Nursing
Presentation Time: 3:00-4:30 p.m.
31. PRENATAL EDUCATION- HOW DOES IT PROMOTE A MOTHER'S COMFORT WITH INFANT CARE:  A GROUNDED THEORY ANALYSIS

P. Myette

Department of Nursing
Research Problem: The question of concern was what are the experiences of mother’s, who have received prenatal education, in providing care for their infants.

Theoretical Framework/Design: A grounded theory design from the feminist perspective provided a means for women to describe their experiences of providing care for their infants having received prenatal education.

Sample: The sample for the proposed research study was comprised of women who met the criteria of having experienced her first childbirth approximately three months ago, have received prenatal education, can speak, read and write English, reside within the district of the Guysborough-Antigonish-Strait Health Authority, have a healthy infant, and are currently providing care for that infant. Advertisements in the local newspaper were used to solicit participants. The sample was two participants. Interested mothers were fully informed about confidentiality, anonymity, benefits, and that no risks were associated with participating in this study.

Data Collection Method: To generate data the researcher used one or more interviews using open-ended questions. As interviews progressed the data served as a means of direction meaning it guided the researcher to explore topics or issues that were identified more in-depth. The use of audiotapes, field notes, observations, transcriptions, and journaling were used to capture the data for analysis.

Data Analysis: The procedure for analysis was based on a five-step process that included data generation, concept formation, concept development, concept modification and integration, and the production of the research report. The analysis of the data was circular and began at the same time as data collection. All data was analyzed and compared to all other data. The results were centered on a core variable that was identified through data analysis and was the most significant factor that reoccurred, and linked to various data.

Research Findings/Implementations: The findings revealed a core variable that has been named, mother’s ‘magic’ knowing, which represents the mother’s abilities to recognize their own strengths and knowledge, areas where they needed to seek knowledge, and their abilities to access that knowledge. Mother’s ‘magic’ knowing was mentioned most often throughout the data, therefore becoming the central process to which all other themes were connected. Recommendations were made by mothers about providing prenatal education to promote comfort with infant care. Implications for health care professionals with an emphasis on nursing are also examined within the research report.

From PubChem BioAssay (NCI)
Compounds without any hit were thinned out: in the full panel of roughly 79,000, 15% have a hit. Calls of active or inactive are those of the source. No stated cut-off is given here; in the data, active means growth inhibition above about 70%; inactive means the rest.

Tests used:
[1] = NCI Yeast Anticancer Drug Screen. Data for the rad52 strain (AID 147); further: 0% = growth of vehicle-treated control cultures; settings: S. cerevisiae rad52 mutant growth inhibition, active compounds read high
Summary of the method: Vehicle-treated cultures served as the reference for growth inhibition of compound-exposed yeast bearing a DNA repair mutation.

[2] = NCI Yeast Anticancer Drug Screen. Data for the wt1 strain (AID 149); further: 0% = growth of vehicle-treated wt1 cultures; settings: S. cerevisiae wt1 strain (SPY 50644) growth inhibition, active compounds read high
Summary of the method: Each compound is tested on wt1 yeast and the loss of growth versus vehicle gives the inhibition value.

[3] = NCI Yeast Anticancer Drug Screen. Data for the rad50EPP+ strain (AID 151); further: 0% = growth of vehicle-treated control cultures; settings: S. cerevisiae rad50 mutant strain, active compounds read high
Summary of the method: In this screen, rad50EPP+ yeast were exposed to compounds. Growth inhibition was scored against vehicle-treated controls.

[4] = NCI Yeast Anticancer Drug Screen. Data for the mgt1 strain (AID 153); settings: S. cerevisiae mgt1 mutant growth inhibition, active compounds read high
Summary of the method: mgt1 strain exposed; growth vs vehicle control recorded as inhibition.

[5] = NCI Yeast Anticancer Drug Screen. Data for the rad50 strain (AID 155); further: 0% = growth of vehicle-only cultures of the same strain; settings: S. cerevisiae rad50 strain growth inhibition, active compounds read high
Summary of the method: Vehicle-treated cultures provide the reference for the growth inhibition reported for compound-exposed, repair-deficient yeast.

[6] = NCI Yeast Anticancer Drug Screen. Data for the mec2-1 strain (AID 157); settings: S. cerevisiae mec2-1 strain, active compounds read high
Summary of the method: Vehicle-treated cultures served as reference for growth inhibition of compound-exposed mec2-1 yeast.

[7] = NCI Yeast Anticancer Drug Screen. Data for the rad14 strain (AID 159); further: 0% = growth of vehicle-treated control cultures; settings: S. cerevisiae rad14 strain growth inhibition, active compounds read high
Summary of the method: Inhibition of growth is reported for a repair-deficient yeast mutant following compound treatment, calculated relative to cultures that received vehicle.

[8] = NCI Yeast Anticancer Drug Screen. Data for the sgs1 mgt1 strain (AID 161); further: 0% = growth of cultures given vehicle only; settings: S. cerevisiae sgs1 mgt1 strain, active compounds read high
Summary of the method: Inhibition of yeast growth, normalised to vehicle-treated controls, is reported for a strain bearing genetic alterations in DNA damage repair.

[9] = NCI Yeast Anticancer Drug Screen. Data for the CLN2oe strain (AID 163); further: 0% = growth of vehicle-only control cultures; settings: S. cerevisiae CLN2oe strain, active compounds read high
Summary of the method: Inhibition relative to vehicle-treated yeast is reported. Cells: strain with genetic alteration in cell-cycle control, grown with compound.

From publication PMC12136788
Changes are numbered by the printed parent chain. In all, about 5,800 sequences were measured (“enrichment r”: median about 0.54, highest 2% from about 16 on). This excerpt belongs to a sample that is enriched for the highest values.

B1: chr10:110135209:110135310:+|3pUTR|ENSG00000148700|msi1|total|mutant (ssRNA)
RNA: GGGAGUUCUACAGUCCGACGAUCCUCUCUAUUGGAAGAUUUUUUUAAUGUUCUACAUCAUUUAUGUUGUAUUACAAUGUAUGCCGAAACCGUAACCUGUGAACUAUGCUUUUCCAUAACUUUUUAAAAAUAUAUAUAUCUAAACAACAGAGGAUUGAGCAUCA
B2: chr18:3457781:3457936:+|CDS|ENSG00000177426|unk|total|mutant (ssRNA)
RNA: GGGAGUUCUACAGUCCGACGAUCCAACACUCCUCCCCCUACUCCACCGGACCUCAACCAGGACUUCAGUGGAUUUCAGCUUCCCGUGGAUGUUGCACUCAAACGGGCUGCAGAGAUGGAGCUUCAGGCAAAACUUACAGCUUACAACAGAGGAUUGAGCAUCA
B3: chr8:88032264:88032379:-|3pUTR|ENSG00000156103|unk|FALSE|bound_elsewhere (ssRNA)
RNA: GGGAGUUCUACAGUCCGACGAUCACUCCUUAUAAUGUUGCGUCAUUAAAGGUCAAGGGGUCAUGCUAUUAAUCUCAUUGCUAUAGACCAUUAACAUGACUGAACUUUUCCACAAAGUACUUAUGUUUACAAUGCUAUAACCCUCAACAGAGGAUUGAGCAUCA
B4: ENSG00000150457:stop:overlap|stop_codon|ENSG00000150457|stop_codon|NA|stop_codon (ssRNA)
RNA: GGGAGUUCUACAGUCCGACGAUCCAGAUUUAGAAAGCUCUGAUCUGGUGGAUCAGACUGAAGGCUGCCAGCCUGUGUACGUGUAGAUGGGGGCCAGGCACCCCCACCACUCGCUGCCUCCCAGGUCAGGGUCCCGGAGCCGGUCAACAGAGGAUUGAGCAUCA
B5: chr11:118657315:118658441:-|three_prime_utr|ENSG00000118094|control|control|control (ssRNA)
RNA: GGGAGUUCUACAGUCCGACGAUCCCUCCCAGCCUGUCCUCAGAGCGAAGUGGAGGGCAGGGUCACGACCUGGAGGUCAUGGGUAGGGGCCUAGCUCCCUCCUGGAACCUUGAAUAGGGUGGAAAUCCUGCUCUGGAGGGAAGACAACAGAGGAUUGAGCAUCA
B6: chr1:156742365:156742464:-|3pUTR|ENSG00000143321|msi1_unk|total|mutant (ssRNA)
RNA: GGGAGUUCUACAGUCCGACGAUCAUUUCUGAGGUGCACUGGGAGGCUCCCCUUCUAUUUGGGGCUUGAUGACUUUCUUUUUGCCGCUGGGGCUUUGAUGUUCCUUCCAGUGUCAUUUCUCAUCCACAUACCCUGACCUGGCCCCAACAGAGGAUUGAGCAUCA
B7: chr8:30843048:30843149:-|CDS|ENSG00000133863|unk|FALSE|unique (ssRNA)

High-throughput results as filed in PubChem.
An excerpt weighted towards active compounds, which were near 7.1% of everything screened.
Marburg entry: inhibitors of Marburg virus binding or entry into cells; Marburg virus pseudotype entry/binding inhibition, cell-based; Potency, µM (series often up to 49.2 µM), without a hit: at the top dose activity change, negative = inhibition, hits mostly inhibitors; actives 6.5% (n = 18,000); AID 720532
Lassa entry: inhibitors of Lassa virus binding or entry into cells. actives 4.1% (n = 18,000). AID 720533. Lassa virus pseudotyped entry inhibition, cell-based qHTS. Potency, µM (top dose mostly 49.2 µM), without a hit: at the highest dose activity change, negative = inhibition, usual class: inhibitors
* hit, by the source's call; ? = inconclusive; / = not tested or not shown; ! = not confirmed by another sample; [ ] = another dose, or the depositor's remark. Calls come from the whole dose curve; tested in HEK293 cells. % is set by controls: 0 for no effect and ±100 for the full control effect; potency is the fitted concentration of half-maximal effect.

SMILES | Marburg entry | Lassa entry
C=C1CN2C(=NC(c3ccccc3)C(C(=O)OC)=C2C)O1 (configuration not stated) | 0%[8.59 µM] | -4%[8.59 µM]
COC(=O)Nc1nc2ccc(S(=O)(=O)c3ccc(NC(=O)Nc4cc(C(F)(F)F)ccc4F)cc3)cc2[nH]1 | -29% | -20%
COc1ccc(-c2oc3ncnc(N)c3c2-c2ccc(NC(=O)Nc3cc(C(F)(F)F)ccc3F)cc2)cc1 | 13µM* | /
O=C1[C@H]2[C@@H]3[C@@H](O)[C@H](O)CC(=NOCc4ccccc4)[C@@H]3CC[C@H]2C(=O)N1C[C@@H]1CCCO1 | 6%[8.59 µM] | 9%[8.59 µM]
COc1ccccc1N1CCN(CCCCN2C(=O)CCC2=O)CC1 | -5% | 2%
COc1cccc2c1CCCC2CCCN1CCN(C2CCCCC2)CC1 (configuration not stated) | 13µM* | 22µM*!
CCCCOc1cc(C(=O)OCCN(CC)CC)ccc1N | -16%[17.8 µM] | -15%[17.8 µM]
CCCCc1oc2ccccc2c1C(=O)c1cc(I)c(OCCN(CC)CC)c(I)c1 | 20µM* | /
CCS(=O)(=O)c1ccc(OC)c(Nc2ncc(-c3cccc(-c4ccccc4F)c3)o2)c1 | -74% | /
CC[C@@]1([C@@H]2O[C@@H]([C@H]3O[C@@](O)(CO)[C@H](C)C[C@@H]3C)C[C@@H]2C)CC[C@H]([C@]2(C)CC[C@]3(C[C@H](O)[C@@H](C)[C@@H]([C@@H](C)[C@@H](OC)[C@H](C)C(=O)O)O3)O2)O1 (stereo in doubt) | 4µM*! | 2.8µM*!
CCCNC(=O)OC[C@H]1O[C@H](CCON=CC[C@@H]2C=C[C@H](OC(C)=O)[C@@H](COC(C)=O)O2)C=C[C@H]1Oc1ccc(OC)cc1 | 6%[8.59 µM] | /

Physics
Presentation Time: 3:00 – 4:30 p.m.
32. THE COLLAPSE OF 4f ORBITALS AND INNER SHELL EXCITATIONS IN 3d-, 4d-, AND 5d SUBSHELL IONS

M. Campbell

Department of Physics
PURPOSE: This study examined the excitation energies of the ions in the 3d-, 4d-, and 5d- subshells. METHODS: For various ions in each subshell, the average configuration energies were calculated using Cowan Code relativistic Hartree Fock (RHF) procedures. RESULTS: Average configuration energies were calculated for configurations containing p-, d-, and f- electrons. It was found that configurations that included f- electrons, or were created by an inner shell excitation, collapsed as the ionization stage increased. CONCLUSIONS: The collapse of configurations that contained inner shell excitations or including f- electrons in the 3d-, 4d-, and 5d-, subshells causes problems in the normally smooth isoelectronic sequence. This affects the observed spectra from these ions.

Political Science
Presentation Time: 3:00 – 4:30 p.m.
33. DEFINING JAPAN AS A GREEN STATE

K. Neufeld, M. MacDonald, S. Boyne, S. McCormick, L. Hillan, and C. Bennet

Department of Political Science
PURPOSE: This study was an investigation into Japan as an emerging green state. Authors John S. Dryzek and David Schlossberg developed a set of criteria to evaluate different states in terms of environmental responsibility and whether or not they would qualify as a "green" state, which is defined as “a state being actively involved in correcting and preserving the environment internally and externally of the state.” Our group was able to do this through the examination of Japans political history, current environmental policies, citizen involvement, and culture. We also address Japan’s role in the international call for conservation and the preservation of the world’s natural resources. METHODS: This study is based on bibliographic sources, and examines Japan’s environmental policies and politics against the criteria for a “green state.” RESULTS: It was found that Japan can be characterized as an actively exclusive environmental state. While Japan has a very wide range of factors affecting environmental policy, the current state of the global environment and the increasing responsibility of Japan for global environmental issues points to a state that is NOT green. CONCLUSIONS: The competing interests of tradition and business in Japanese society and politics have led to a culture of respect for the environment, but a deplorable level of pollution. While Japanese whaling practices have become the best known issue, attracting considerable international attention, there are many other issues that need to be addressed before Japan can be a “green state.”